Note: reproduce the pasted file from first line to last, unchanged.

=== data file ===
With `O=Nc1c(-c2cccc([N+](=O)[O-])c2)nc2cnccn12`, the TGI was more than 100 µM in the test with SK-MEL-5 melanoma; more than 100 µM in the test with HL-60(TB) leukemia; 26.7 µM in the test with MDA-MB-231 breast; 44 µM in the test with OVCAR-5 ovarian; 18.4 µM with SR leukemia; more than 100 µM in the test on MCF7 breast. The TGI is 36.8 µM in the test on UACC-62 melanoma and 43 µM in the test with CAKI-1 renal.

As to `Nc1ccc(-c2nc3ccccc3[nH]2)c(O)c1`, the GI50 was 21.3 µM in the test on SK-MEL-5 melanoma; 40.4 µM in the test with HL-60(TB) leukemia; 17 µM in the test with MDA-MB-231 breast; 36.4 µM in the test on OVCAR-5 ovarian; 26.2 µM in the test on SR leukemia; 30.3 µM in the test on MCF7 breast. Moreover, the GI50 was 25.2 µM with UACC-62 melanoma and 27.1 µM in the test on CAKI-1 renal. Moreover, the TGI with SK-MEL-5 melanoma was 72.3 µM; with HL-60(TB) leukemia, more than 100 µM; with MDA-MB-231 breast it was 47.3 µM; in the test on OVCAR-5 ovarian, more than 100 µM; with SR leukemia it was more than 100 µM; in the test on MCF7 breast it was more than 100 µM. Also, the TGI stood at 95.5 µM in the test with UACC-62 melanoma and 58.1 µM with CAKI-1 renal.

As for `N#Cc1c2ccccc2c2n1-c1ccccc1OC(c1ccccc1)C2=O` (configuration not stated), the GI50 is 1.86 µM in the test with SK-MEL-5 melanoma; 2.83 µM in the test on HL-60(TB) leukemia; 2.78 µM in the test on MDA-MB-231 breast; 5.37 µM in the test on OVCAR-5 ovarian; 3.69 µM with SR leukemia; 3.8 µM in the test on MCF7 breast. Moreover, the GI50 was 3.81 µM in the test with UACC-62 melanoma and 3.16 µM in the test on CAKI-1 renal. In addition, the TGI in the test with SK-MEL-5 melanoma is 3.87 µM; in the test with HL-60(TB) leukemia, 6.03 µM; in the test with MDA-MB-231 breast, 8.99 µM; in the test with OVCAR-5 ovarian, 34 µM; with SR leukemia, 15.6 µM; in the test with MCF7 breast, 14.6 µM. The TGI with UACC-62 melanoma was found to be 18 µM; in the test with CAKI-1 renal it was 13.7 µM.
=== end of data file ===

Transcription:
With `O=Nc1c(-c2cccc([N+](=O)[O-])c2)nc2cnccn12`, the TGI was more than 100 µM in the test with SK-MEL-5 melanoma; more than 100 µM in the test with HL-60(TB) leukemia; 26.7 µM in the test with MDA-MB-231 breast; 44 µM in the test with OVCAR-5 ovarian; 18.4 µM with SR leukemia; more than 100 µM in the test on MCF7 breast. The TGI is 36.8 µM in the test on UACC-62 melanoma and 43 µM in the test with CAKI-1 renal.

As to `Nc1ccc(-c2nc3ccccc3[nH]2)c(O)c1`, the GI50 was 21.3 µM in the test on SK-MEL-5 melanoma; 40.4 µM in the test with HL-60(TB) leukemia; 17 µM in the test with MDA-MB-231 breast; 36.4 µM in the test on OVCAR-5 ovarian; 26.2 µM in the test on SR leukemia; 30.3 µM in the test on MCF7 breast. Moreover, the GI50 was 25.2 µM with UACC-62 melanoma and 27.1 µM in the test on CAKI-1 renal. Moreover, the TGI with SK-MEL-5 melanoma was 72.3 µM; with HL-60(TB) leukemia, more than 100 µM; with MDA-MB-231 breast it was 47.3 µM; in the test on OVCAR-5 ovarian, more than 100 µM; with SR leukemia it was more than 100 µM; in the test on MCF7 breast it was more than 100 µM. Also, the TGI stood at 95.5 µM in the test with UACC-62 melanoma and 58.1 µM with CAKI-1 renal.

As for `N#Cc1c2ccccc2c2n1-c1ccccc1OC(c1ccccc1)C2=O` (configuration not stated), the GI50 is 1.86 µM in the test with SK-MEL-5 melanoma; 2.83 µM in the test on HL-60(TB) leukemia; 2.78 µM in the test on MDA-MB-231 breast; 5.37 µM in the test on OVCAR-5 ovarian; 3.69 µM with SR leukemia; 3.8 µM in the test on MCF7 breast. Moreover, the GI50 was 3.81 µM in the test with UACC-62 melanoma and 3.16 µM in the test on CAKI-1 renal. In addition, the TGI in the test with SK-MEL-5 melanoma is 3.87 µM; in the test with HL-60(TB) leukemia, 6.03 µM; in the test with MDA-MB-231 breast, 8.99 µM; in the test with OVCAR-5 ovarian, 34 µM; with SR leukemia, 15.6 µM; in the test with MCF7 breast, 14.6 µM. The TGI with UACC-62 melanoma was found to be 18 µM; in the test with CAKI-1 renal it was 13.7 µM.